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A stacker unloads iron ore at a mine located in the Pilbara region of Western Australia.David Gray/Reuters

Australia will push its mining industry to set up a register of sexual harassment perpetrators to help rein in abuse, a cabinet minister said, after a state government report detailed cases of “horrifying” and “appalling” behaviour against women.

The inquiry by mineral-rich Western Australia, home to the bulk of the country’s iron ore industry, also criticized mining giants such as BHP and Rio Tinto for ignoring or overlooking unlawful and criminal behaviour.

The release of the report on Thursday followed a year-long investigation into concerns about a culture of sexism and bullying that fuelled public anger about workplace conditions last year, leading to what has been called Australia’s MeToo moment.

Australia accounts for about half of the world’s iron ore exports and women have long complained of sexual harassment in so-called “fly in, fly out” mining camps, temporary accommodation set up at remote mines to house workers.

“Any case of sexual harassment is one too many,” said Resources Minister Madeleine King in a statement, which added that the federal government would work with Western Australia to support all 24 recommendations in the report.

“The Australian Government stands ready to help the resources sector stamp out sexual harassment, which has no place in the modern workplace,” she added.

Examples cited in the report included stalking, texting of lewd material, requests for sexual favours in return for a permanent job and sexual assaults.

One woman told the inquiry how she was knocked unconscious in her accommodation hut and awoke to find her jeans and underpants around her ankles, leaving her feeling “sick, ashamed, violated, dirty and very confused”.

Another told of a power play behaviour known as “shovelling” where iron ore would be dumped on the cab of trucks operated by women if they didn’t comply with sexual requests, according to the report.

Individuals who spoke to the committee said perpetrators of serious harassment simply changed work sites or were employed with a different company, the report said.

Its 24 recommendations included having the industry consider an offender register or other options “which could operate effectively and fairly to prevent habitual sexual harassment offenders continuing to be re-employed.”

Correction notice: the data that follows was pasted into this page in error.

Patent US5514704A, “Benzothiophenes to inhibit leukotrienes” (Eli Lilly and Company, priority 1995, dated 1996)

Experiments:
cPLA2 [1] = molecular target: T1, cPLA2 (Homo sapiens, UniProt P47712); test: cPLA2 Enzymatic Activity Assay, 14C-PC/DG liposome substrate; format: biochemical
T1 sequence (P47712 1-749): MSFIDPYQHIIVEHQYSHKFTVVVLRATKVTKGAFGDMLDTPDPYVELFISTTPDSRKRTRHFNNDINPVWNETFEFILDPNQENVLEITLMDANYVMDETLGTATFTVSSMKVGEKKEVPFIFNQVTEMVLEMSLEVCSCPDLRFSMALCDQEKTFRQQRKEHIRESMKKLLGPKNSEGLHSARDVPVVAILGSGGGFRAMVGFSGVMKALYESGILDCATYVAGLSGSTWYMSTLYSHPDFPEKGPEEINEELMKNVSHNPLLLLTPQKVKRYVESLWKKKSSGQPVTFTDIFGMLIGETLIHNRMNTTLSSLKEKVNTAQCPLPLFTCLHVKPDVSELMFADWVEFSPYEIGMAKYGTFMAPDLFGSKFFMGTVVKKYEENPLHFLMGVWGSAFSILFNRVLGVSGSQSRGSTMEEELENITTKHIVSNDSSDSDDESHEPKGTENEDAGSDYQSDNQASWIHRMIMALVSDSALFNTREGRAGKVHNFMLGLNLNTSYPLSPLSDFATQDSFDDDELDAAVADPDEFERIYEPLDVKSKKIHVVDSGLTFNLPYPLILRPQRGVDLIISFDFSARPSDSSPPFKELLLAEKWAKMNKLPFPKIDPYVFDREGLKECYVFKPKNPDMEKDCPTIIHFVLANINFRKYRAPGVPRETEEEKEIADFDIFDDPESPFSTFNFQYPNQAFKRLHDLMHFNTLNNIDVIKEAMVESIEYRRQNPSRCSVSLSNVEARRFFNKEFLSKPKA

It also recommended establishing a forum to document victims’ historical experiences, and explore opportunities for redress, such as formal apologies and compensation. And it recommended changing laws to put the onus on companies to keep a harassment-free workplace, rather than on individuals to speak up.

Other proposals related to improved reporting of harassment, better training for workers and managers, improved accommodation and security at mine camps as well as restrictions on drinking.

Major global miners including BHP, Rio Tinto and Fortescue made submissions to the inquiry, most of them acknowledging that sexual harassment is rife at mining camps in Western Australia, and promising reforms.

But bullying and abuse have continued in the sector over the past 18 months.

Rio said in a statement that it would closely study the recommendations contained in the report. BHP acknowledged the report and said it was committed to creating a workplace that is safe, respectful and inclusive at all times.

Fortescue Metals Group Chief Executive Elizabeth Gaines said: “We acknowledge that some inappropriate behaviour still occurs and in line with our zero-tolerance approach to harassment, bullying, discrimination and intimidation, we will continue to encourage our team members to call out inappropriate behaviour …”

Rio published its own report in February which found that nearly 30 per cent of women had experienced sexual harassment at work, with 21 women reporting actual or attempted rape or sexual assault.

Western Australia’s mining sector employs about 150,000 people and generated A$208-billion ($143-billion) in export revenue in 2020/21.

“The recommendations are good, they had a good handle on what was happening, and they didn’t let the mining industry escape responsibility,” said Kerin Collins, a former worker at a “fly in, fly out” camp for BHP who testified at the inquiry.

But Collins warned that an industry register of perpetrators could be open to abuse and could detract from putting responsibility on the companies.

“That would be really devastating if a person was put on that incorrectly,” Collins said by phone. “It’s the regulation, and failing to regulate, the industry that needs to be looked at.”

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